In response to the State's argument, the defendant, by counsel, argued that the Moomau case did not apply for third offense driving while license was revoked and that Moomau only stood for the proposition that those individuals convicted of third offense drunk driving were not eligible for alternative sentencing and home confinement.

    The circuit court, after hearing arguments of counsel, determined that the question of whether it had authority to grant probation under the circumstances of the case should be certified to this Court. As a consequence, the circuit court has certified the following question to this Court:
    Is a defendant convicted of driving a motor vehicle on the public highway of this State at a time when his privilege so to do has been lawfully revoked for driving under the influence of alcohol for the third or subsequent offense, eligible for probation, alternative incarceration under the home detention act, and other alternative sentencing pursuant to West Virginia Code § 17B-4-3(b) and the case of State of West Virginia ex rel. William D. Moomau, plaintiff, v. Honorable John M. Hamilton, Judge of the Circuit Court of Hardy County, and Delmas W. Ours, 400 S.E.2d 259 (1990)?

    In answering this question, this Court must again examine State ex rel. Moomau v. Hamilton, Id. In that case, this Court addressed the question of whether an individual convicted of driving while intoxicated, third offense, was eligible to serve home detention and work release in lieu of time in prison. The Court held that a prison sentence was mandatory and that home

detention and work release in lieu of the prison sentence were not available. In reaching that conclusion, the Court looked at the particular language of W.Va. Code, 17C-5-2, and stated:
        The sentence to be imposed for DUI, third offense, is prescribed by W.Va. Code, 17C-5-2(i) (1986). It is imprisonment "in the penitentiary for not less than one nor more than three years." (Emphasis added). Furthermore, W.Va. Code, 17C-5-2(m), provides that the sentences "provided herein . . . are mandatory and shall not be subject to suspension or probation." In State ex rel. Hagg v. Spillers, 181 W.Va. 387, 382 S.E.2d 581 (1989), we had the question of whether a judge could give probation on a third offense DUI conviction, and we stated in Syllabus Point 2:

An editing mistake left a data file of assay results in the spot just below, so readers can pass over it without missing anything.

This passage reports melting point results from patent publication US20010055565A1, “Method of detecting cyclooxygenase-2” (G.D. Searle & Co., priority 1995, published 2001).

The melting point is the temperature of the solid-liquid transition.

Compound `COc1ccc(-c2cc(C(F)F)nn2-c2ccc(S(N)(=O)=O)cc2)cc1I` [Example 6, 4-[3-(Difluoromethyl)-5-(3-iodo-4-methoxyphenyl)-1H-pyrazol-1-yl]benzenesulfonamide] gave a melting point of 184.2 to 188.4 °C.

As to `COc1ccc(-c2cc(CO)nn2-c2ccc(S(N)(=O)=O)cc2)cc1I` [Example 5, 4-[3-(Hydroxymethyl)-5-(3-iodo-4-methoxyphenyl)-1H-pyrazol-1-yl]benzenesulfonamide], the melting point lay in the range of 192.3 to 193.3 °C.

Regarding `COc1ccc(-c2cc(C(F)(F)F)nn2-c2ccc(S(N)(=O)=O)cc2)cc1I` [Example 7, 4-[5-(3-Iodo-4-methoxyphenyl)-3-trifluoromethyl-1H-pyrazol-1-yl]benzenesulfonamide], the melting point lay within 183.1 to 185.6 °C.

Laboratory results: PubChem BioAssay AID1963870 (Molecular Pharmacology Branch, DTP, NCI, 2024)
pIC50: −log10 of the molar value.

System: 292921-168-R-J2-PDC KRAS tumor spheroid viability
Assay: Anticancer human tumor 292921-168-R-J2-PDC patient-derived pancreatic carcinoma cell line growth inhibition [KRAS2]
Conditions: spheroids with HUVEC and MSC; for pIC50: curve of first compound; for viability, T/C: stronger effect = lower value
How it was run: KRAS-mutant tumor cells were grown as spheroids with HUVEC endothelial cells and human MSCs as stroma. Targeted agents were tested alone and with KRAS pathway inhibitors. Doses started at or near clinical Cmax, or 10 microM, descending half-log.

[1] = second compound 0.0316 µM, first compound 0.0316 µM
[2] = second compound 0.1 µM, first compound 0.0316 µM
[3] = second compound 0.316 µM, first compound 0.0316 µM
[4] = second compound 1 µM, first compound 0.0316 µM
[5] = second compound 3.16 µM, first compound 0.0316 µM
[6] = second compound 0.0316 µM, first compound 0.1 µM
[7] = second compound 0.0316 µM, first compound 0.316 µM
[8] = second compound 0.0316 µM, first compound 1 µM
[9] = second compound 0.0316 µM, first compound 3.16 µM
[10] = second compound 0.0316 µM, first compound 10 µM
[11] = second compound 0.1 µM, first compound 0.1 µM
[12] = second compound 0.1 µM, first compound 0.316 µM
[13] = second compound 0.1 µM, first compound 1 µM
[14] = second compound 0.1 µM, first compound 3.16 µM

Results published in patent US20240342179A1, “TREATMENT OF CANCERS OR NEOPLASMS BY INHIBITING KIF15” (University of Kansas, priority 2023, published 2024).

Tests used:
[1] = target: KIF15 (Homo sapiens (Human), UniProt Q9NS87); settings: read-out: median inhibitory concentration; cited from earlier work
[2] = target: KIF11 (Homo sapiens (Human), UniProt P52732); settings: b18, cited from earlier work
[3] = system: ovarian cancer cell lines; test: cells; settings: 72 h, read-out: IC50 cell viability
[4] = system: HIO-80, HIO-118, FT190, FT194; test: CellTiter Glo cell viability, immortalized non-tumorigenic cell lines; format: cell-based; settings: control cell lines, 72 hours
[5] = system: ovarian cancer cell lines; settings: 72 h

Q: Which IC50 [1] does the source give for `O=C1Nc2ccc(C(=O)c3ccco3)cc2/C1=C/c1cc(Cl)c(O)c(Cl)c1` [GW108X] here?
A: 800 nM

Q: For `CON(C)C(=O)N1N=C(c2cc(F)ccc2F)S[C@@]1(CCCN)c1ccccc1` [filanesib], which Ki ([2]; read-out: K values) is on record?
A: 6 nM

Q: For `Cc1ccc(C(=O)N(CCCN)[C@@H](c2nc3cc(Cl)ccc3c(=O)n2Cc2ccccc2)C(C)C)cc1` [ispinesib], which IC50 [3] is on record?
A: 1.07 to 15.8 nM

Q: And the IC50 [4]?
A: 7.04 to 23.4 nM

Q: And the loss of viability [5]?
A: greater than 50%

"When an individual is convicted of third-offense driving under the influence of alcohol, the term of imprisonment set out in W.Va. Code, 17C-5-2(i) of confinement in the penitentiary for not less than one nor more than three years is mandatory and is not subject to probation."

State ex rel. Moomau v. Hamilton, Id. at 253, 400 S.E.2d at 261.

    The Court found that when the Home Detention Act is analyzed, it bears a close analogy to probation and that home detention is available for both probation and as an alternative sentence to another form of incarceration. In either case the offender is under the supervision of a probation officer. The Court further found that the Home Detention Act provides a variety of exceptions which enable an offender to be away from actual home confinement and that these exceptions are so broad that a person

sentenced under the act enjoys virtually the same freedom as a probationer.

    While Carl Morris, the defendant in the present proceeding, was convicted for a third offense of violating W.Va. Code, 17B-4-3(b), rather than W.Va. Code, 17C-5-2, in many respects relative to the certified question in the present proceeding W.Va. Code, 17B-4-3(b) is analogous to W.Va. Code, 17C-5-2. Like W.Va. Code, 17C-5-2, W.Va. Code, 17B-4-3(b), prescribes a sentence for the crime discussed. It provides that the convicted person "shall be imprisoned in the penitentiary for not less than one year nor more than three years . . . ." (Emphasis added.) Furthermore, as in W.Va. Code, 17C-5-2, W.Va. Code, 17B-4-3(b), refers to a "mandatory" jail sentence.